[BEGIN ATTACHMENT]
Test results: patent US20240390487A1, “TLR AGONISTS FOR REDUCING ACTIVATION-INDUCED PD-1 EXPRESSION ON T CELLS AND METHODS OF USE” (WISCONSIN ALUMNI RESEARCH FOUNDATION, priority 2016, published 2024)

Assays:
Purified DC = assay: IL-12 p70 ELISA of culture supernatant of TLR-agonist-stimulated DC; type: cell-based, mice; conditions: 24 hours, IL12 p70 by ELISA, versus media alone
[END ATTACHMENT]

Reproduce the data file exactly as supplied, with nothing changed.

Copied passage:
Test results: patent US20240390487A1, “TLR AGONISTS FOR REDUCING ACTIVATION-INDUCED PD-1 EXPRESSION ON T CELLS AND METHODS OF USE” (WISCONSIN ALUMNI RESEARCH FOUNDATION, priority 2016, published 2024)

Assays:
Purified DC = assay: IL-12 p70 ELISA of culture supernatant of TLR-agonist-stimulated DC; type: cell-based, mice; conditions: 24 hours, IL12 p70 by ELISA, versus media alone